In 1946, the citizens of Manhattan approved a bond to construct a “living” memorial auditorium to honor the 2,610 Riley Countians who had served and the 101 servicemen who lost their lives in the war. The national trend at the time was to construct a memorial that would have a use and serve the community, i.e. a “living” memorial. The memorial auditorium was completed and dedicated in 1955, which was Manhattan’s centennial year. Early settlers were added to the dedication. City offices, fire station, police department, municipal court and jail were later additions to the original project.
In 2012, Manhattan’s City Commission began discussing how to provide the Parks and Recreation Department with improved office space, eventually settling on a plan that would have placed the department within Peace Memorial Auditorium, removed the vintage fixed seating, and also removed the performance stage and replaced it with practice-sized basketball courts. Missing from these early City Commission discussions was information about Peace Memorial Auditorium’s role as a living memorial. As the years had passed, our community had forgotten. Fortunately, there were a few citizens who remembered and brought to light the strong community-wide effort that had occurred in 1946 when citizens approved an $800,000 bond to construct Peace Memorial Auditorium. Through advocacy efforts, citizens were able to convince the City Commission to change course. Peace Memorial Auditorium has been renovated and a memorial wall was created to ensure that the memorial auditorium would continue to serve the community and to honor the Riley County men and women who served in World War II.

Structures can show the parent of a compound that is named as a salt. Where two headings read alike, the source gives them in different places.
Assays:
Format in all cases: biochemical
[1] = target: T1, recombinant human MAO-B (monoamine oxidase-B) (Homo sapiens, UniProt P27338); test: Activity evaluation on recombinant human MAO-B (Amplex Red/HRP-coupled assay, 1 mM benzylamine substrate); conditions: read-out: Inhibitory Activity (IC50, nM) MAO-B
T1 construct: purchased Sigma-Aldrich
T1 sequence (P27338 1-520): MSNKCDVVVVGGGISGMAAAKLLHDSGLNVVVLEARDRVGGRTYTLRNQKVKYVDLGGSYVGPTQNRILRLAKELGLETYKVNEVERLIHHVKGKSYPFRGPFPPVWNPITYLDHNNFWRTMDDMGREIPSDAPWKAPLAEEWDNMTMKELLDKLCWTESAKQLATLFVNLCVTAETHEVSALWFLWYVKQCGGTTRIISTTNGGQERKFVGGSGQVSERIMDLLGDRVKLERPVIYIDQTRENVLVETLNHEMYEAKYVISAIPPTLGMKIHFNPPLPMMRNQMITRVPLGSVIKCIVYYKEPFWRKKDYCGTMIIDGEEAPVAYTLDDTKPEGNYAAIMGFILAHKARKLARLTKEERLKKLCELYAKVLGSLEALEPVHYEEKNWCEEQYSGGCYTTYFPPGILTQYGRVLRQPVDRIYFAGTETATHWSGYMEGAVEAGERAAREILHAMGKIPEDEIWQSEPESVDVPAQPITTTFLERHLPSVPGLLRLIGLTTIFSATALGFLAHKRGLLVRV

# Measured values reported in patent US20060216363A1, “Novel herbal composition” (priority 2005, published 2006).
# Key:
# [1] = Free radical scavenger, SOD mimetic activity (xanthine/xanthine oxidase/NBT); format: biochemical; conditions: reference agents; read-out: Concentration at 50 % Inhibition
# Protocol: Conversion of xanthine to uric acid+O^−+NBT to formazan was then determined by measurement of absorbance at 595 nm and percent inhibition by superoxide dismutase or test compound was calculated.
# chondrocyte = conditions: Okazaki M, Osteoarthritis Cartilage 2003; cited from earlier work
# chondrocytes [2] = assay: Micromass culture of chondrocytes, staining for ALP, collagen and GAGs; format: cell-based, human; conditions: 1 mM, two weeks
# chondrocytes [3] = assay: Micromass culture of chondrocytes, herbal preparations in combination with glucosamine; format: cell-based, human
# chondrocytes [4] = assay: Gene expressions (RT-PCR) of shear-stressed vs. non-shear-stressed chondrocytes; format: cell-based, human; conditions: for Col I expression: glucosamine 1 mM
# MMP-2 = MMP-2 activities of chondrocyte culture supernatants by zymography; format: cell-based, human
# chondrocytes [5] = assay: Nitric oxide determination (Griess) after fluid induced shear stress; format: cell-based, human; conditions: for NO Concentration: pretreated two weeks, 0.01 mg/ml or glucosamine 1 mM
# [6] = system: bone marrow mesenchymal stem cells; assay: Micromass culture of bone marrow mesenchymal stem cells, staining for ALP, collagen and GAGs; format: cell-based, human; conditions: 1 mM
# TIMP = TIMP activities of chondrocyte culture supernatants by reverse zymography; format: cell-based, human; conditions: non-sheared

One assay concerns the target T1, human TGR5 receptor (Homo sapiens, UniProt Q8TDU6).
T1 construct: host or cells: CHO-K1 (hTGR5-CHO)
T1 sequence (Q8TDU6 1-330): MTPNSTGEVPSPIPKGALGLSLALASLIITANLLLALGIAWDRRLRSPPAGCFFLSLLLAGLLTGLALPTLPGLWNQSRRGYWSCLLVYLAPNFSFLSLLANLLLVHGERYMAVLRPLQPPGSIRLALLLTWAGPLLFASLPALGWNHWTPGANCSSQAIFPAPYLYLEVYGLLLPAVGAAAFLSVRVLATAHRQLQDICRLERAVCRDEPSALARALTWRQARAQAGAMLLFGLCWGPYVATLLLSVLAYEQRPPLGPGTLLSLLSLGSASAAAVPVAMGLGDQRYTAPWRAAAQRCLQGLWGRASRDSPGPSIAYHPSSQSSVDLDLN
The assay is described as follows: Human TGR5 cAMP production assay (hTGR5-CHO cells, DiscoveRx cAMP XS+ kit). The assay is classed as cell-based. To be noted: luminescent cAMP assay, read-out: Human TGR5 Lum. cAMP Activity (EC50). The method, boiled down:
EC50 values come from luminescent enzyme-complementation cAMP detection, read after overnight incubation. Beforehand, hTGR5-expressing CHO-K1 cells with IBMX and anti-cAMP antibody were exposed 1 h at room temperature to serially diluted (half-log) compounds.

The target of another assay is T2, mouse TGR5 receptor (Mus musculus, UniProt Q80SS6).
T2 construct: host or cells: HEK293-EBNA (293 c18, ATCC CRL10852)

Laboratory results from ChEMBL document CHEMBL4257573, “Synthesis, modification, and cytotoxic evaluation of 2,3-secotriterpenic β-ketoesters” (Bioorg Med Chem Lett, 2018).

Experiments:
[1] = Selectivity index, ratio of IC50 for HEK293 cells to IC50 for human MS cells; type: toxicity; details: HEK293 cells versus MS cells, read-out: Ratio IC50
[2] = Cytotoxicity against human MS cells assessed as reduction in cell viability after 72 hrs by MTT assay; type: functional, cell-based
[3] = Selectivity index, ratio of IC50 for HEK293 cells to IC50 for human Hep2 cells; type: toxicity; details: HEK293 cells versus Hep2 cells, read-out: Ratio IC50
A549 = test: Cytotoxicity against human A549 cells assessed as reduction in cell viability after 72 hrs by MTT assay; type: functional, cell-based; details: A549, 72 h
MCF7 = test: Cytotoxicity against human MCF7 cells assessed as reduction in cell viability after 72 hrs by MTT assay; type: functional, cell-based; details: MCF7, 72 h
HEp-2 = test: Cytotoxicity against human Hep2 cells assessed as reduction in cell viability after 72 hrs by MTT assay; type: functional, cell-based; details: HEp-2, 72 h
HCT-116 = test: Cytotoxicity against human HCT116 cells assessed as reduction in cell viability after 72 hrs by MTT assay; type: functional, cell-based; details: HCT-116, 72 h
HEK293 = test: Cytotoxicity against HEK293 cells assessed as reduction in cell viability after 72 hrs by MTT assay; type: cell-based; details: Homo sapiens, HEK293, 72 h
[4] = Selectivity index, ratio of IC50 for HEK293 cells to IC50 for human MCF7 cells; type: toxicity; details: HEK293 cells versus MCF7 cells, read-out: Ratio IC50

Closer Look Gallery